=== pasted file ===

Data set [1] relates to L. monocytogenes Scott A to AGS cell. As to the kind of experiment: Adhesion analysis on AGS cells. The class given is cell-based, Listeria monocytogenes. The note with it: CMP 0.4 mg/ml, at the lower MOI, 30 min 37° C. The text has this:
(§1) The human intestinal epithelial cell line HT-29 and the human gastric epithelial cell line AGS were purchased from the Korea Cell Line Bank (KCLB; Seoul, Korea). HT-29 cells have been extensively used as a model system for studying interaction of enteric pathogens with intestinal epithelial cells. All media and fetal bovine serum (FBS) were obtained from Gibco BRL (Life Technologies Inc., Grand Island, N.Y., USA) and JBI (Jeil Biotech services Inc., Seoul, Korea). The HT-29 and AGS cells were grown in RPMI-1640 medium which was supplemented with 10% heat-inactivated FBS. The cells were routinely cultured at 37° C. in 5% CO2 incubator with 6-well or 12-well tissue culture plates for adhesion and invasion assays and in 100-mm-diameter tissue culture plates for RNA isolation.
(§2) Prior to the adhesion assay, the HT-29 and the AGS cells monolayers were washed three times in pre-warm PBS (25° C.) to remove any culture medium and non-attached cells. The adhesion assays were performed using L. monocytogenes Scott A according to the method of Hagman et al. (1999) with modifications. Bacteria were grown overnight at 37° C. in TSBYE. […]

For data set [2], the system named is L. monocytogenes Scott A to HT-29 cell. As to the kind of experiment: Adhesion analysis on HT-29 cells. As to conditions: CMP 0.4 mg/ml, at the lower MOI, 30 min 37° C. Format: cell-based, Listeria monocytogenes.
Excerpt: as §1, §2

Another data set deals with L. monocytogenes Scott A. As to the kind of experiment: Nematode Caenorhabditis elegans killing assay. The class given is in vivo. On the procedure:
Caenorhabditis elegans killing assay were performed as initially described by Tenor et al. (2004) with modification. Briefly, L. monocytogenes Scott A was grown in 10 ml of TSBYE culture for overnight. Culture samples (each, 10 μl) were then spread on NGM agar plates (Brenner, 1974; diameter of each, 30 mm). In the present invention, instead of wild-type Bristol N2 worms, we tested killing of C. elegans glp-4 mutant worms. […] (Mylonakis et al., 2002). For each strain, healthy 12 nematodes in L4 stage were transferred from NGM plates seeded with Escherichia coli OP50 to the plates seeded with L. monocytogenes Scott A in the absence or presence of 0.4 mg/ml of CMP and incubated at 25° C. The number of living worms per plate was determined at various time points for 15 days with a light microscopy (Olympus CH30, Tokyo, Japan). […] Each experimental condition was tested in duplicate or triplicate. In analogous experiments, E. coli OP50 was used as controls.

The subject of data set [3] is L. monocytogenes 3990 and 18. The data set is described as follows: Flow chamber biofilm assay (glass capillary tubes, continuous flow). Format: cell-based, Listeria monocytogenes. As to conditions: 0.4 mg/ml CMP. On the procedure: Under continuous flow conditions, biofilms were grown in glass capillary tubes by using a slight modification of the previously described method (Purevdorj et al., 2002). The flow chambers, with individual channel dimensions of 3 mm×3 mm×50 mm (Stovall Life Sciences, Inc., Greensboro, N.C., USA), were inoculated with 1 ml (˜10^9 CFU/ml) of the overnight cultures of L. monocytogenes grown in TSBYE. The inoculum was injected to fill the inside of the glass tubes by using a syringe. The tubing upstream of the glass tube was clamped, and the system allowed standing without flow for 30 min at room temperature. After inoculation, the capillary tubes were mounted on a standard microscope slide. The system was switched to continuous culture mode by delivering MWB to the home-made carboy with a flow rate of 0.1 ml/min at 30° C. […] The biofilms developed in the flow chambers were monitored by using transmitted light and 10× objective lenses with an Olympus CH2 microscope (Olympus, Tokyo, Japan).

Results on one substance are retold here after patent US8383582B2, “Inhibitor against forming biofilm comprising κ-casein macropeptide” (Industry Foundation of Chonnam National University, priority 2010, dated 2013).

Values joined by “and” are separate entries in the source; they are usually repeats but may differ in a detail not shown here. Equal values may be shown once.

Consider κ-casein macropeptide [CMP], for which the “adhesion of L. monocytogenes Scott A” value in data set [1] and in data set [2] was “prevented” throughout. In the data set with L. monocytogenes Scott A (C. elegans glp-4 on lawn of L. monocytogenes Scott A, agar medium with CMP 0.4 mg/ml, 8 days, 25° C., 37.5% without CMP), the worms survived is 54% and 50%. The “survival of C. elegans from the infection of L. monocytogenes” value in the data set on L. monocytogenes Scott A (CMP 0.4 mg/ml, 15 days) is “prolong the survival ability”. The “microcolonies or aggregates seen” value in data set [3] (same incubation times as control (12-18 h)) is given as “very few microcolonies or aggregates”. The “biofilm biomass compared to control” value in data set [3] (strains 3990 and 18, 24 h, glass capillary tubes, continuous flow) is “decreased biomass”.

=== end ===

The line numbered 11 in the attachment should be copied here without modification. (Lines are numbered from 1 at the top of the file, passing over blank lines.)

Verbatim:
Consider κ-casein macropeptide [CMP], for which the “adhesion of L. monocytogenes Scott A” value in data set [1] and in data set [2] was “prevented” throughout. In the data set with L. monocytogenes Scott A (C. elegans glp-4 on lawn of L. monocytogenes Scott A, agar medium with CMP 0.4 mg/ml, 8 days, 25° C., 37.5% without CMP), the worms survived is 54% and 50%. The “survival of C. elegans from the infection of L. monocytogenes” value in the data set on L. monocytogenes Scott A (CMP 0.4 mg/ml, 15 days) is “prolong the survival ability”. The “microcolonies or aggregates seen” value in data set [3] (same incubation times as control (12-18 h)) is given as “very few microcolonies or aggregates”. The “biofilm biomass compared to control” value in data set [3] (strains 3990 and 18, 24 h, glass capillary tubes, continuous flow) is “decreased biomass”.